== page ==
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    A lot of those websites still advocate "dominance theory" and under those guidelines, they say that tugging creates aggression, which is not necessarily true.
     
  15. bubbatd

    bubbatd Moderator

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    Val .... I let my pups and dogs do tug of war , but never did myself . I think that it has to do with the breed ( Goldens are soft mouthed ) . I don't think that this is related to the bite .
     
  16. Dekka

    Dekka Just try me..

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    Yep.. and I can find sites that will tell you to choke your puppy till he almost blacks out to stop the biting.

    Most if not all top trainer use tug as a reward.

    Grammy>> I know many goldens who LOVE to play tug with their people. Its not a breed thing. Retrievers are normally very into tug as its a co operative game and they have been bred to work with humans.

    Val>> you have a working breed. The pup will want to work with you... tugging is something dogs who live together do... its not a contest. Calling it tug of war is a bit of a misnomer. The dog who 'gets it' often brings it back.. its not a game you can play on your own. So winning is actually loosing. (unless you get chased.. that is fun lol)
     
  17. corgipower

    corgipower Tweleve Enthusiest

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    I agree with what's been said about tug not having anything to do with the bite.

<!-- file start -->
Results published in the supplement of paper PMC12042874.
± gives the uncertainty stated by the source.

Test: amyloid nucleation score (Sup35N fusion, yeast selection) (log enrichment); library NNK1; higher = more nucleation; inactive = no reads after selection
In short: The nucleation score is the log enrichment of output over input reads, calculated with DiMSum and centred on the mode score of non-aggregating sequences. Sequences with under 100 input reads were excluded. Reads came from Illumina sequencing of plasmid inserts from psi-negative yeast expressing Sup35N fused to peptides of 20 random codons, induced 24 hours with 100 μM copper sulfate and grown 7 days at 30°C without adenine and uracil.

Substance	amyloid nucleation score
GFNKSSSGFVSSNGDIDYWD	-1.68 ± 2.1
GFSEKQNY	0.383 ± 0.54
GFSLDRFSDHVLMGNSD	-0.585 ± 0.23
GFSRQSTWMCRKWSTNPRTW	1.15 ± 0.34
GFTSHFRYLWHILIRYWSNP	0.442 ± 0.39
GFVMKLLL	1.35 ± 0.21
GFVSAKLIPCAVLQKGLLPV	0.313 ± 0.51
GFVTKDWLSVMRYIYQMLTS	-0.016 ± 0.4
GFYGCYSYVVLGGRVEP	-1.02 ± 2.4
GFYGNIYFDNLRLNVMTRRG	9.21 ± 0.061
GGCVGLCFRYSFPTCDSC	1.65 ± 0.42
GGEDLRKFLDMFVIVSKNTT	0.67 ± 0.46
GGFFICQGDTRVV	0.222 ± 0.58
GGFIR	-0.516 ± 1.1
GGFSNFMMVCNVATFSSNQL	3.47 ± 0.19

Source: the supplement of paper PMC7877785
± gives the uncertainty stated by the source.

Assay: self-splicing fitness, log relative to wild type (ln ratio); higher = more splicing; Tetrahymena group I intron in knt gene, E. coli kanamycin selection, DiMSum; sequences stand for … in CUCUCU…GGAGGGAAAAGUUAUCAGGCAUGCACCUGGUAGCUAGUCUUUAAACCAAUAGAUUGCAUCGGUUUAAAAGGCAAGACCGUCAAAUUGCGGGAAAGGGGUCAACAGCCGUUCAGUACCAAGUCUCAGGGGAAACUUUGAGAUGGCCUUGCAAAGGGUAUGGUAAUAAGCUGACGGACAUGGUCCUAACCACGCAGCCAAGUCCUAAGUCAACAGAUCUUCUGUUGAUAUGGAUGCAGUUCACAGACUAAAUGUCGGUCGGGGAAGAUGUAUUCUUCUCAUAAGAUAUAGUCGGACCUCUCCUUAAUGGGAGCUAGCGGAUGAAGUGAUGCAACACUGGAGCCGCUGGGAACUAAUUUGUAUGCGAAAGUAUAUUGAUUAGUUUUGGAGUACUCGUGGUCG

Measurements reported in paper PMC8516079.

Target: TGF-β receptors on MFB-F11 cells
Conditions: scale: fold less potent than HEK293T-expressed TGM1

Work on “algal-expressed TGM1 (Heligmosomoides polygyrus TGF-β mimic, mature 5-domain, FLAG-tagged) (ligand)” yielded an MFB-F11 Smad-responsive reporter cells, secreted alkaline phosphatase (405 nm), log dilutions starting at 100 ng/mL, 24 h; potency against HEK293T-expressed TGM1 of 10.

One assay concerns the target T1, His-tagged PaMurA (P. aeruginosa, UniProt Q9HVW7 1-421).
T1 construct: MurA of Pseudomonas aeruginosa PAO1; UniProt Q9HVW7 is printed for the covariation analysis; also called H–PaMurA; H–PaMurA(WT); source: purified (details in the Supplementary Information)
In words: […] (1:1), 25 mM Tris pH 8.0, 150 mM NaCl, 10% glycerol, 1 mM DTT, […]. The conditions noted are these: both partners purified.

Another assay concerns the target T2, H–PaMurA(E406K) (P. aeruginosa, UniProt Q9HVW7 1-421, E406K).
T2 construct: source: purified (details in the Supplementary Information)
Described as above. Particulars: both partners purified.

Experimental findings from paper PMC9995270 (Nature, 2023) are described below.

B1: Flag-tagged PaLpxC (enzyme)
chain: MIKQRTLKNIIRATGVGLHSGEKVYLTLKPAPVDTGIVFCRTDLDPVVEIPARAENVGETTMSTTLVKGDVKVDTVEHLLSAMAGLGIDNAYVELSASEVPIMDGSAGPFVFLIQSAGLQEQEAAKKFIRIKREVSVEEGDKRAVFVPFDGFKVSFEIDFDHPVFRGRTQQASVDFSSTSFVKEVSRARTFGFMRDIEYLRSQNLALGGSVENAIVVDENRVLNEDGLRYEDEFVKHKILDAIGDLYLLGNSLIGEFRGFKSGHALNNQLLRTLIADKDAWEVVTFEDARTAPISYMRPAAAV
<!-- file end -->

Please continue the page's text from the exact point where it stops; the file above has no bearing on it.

Grabbing a dog by the collar, unless he's been conditioned to it, can be very intimidating to the dog. He suddenly feels very trapped and you most likely are reaching over the top of him - which can be interpreted as a threatening position. At the very least he is surprised.

    The bite may have been a startled reflexive action. Condition him to accept collar grabbing by doing it slowly and from his level and always pairing it with treats.

    The bite may have been an objection or fear response to being held tightly. On a leash - even a short leash - they have more wiggle room and don't get as worried about it.

    I would use a leash and treats/toys to lead him.
     
  18. Val_theAussie

    Val_theAussie New Member

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  19. corgipower

    corgipower Tweleve Enthusiest